Day 5 will begin at noon PT Wednesday and will conclude when the official six-handed final table is determined.

2017 World Poker Tour L.A. Poker Classic Main Event – Day 4 Chip Counts

1.    Daniel Strelitz – 2,020,000
2.    Allan Le – 1,680,000
3.    Jesse Martin – 1,581,000
4.    Joe Serock – 1,157,000
5.    Matt Berkey – 1,118,000
6.    William Vo – 1,081,000
7.    John Cynn – 922,000
8.    Mike Sexton – 908,000
9.    Rainer Kempe – 798,000
10.    Richard Tuhrim – 753,000
11.    Donald Maloney – 727,000
12.    Jared Griener – 618,000
13.    Matt Schultz – 577,000
14.    Simeon Naydenov – 448,000
15.    Visnja Luetic – 365,000
16.    James Calderaro – 318,000
17.    Dzmitry Urbanovich – 288,000
18.    Dean Baranowski – 273,000

Poker News Daily

2017 WPT Fallsview Poker Classic: Ben Wilinofsky Leads Record Field After Day One

 2017 WPT Fallsview Poker Classic: Ben Wilinofsky Leads Record Field After Day One

After a record field for the event flooded into the casino, “semi-retired” poker professional Ben Wilinofsky emerged as the chip leader following Day One of the World Poker Tour’s Fallsview Poker Classic in Canada last night.

Long a popular stop for poker players due to its proximity to the U. S./Canadian border and its beautiful surroundings, the Fallsview Casino was ready for a rush of players for this tournament, a $ 5000 buy in event with one rebuy should a player bust out of the event. Several top players were in attendance for the earlier events on the calendar, with Canadians Xuan Liu and Mike Leah taking down two of those preliminary engagements. This was the one the players were waiting for and, once the call to arms was made with the “shuffle up and deal,” the players immediately responded.

As soon as the bell sounded, roughly 350 players were on the tables in the Fallsview Casino tournament room. This was significant as, in the 2016 tournament, 423 entries were received to set the record. Depending on how deep the pockets were for the players – which included two-time World Series of Poker bracelet winner Kristen Bicknell, WPT Champions’ Club members Olivier Busquet, Anthony Zinno and Darren Elias, among others – there was a good chance that the record would be broken in this tournament. As Level 3 began, 373 entries had been received and the late registration was still going on.

Several players would play a bit looser than normal, taking advantage of the chance to either build up a stack or get back into the tournament with their one rebuy option. Mike Dentale was one of the players who took advantage of that rebuy option, his K-Q catching on a Q 8♣ 6 flop against his opponent’s K 10. After a blank turn, Dentale seemed to be primed for his double up, but a diamond on the river canceled that action, instead sending Dentale back to his wallet for another $ 5,000 for his “one time.”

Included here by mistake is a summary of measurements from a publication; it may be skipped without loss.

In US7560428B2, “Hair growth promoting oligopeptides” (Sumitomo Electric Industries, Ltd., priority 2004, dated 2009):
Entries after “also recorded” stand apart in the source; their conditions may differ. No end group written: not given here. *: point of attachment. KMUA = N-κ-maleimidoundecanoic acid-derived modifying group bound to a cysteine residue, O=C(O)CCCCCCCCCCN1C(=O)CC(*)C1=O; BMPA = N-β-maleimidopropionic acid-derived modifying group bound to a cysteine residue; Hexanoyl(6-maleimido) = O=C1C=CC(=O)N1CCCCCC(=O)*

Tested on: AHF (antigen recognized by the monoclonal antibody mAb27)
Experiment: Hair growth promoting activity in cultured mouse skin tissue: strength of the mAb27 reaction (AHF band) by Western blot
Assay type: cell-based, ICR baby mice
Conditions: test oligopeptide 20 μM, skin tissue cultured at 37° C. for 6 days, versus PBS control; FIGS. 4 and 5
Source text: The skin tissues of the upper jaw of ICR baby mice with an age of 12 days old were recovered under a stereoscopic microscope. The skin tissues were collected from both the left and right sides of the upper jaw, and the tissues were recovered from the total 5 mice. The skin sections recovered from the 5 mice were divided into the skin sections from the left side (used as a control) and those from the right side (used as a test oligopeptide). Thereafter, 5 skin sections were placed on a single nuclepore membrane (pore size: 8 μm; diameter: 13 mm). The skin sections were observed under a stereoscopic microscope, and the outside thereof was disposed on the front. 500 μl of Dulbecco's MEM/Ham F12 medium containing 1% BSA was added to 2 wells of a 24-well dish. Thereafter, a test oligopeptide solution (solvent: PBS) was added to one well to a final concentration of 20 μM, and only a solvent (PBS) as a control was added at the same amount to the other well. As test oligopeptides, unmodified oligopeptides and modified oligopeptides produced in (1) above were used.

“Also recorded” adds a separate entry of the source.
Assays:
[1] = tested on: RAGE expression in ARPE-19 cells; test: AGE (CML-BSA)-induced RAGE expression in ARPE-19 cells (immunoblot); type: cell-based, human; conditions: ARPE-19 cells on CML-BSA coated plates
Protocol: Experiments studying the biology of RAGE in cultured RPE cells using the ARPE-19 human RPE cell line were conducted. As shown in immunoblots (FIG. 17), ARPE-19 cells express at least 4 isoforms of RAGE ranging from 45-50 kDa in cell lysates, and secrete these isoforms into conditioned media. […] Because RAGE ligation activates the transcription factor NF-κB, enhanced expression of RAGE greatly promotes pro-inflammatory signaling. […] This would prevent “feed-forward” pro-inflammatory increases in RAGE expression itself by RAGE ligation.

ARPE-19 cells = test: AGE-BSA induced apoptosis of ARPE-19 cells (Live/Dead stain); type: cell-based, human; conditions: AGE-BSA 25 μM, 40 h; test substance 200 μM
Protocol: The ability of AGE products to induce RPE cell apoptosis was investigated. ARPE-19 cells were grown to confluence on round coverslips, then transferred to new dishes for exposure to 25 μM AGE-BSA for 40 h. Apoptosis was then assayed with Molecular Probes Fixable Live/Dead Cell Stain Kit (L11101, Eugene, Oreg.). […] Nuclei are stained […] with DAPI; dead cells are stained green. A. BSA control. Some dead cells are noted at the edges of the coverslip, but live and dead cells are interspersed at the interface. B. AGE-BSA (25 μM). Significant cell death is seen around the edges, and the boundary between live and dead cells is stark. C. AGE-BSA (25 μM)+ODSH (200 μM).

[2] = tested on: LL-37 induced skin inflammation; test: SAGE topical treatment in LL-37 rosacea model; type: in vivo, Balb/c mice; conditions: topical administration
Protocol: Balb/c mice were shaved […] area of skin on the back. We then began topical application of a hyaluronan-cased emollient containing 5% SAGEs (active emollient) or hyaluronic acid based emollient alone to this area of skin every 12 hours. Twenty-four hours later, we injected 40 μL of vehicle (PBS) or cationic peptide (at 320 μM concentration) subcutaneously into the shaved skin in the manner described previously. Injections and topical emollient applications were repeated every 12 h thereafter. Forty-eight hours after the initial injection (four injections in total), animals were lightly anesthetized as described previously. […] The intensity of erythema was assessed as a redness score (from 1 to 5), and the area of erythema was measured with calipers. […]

After Level 6, the popularity of the Fallsview Casino and this particular WPT event were demonstrated. With late registration and the one rebuy option still on the table, there were 428 entries received to crack the 2016 record. With those actions available until the start of Level 10 following the dinner break, it became a question of just how high the numbers would go.

As the tournament worked into the late-night hours, the notable names began to drop to the side, either exhausting their two chances at glory or choosing to stick to one shot only. Such players as Marvin Rettenmaier, Mike Watson, Dietrich Fast, Nenad Medic and Leah were all out the door by the time the close of action came after Level 13. By the time the chips were bagged and the names were noted, Wilinofsky – who hadn’t even been noticed by tournament staff until they received his day’s work – was holding a decent Day One lead.

1. Ben Wilinofsky, 275,900
2. Mark Toulouse, 262,700
3. Carlo Alteri, 241,000
4. David Cloutier, 236,700
5. David Ho, 230,000
6. Jason James, 213,400
7. Anthony Dalpra, 199,600
8. Andy Zhang, 198,100
9. Aaron Massey, 196,200
10. Darren Elias, 195,000

Wilinofsky’s rise to the top isn’t surprising considering his talents. A former European Poker Tour champion with almost $ 1.4 million in tournament earnings, Wilinofsky has also been quite open about personal issues he has had that have kept him from pursuing live tournament poker full time. Those problems – depression and anxiety issues – have kept the Canadian online professional out of the casinos but, with the WPT in his backyard for a stay, he suspended his “semi-retirement” (his definition of his status in the game) to try to add another jewel to his poker resume.

Action resumes at noon with Day Two of the WPT Fallsview Poker Classic. With 152 players remaining from the record-setting 489 entries that were eventually tallied (no prize pool or payouts have been announced yet), the money bubble will pop at some time on Friday, but there’s more to deal with than just popping the bubble. The serious work will be done on Friday as, with plans for the final table to play on Saturday, the field will be jammed to get down to the six-handed WPT final table.

Poker News Daily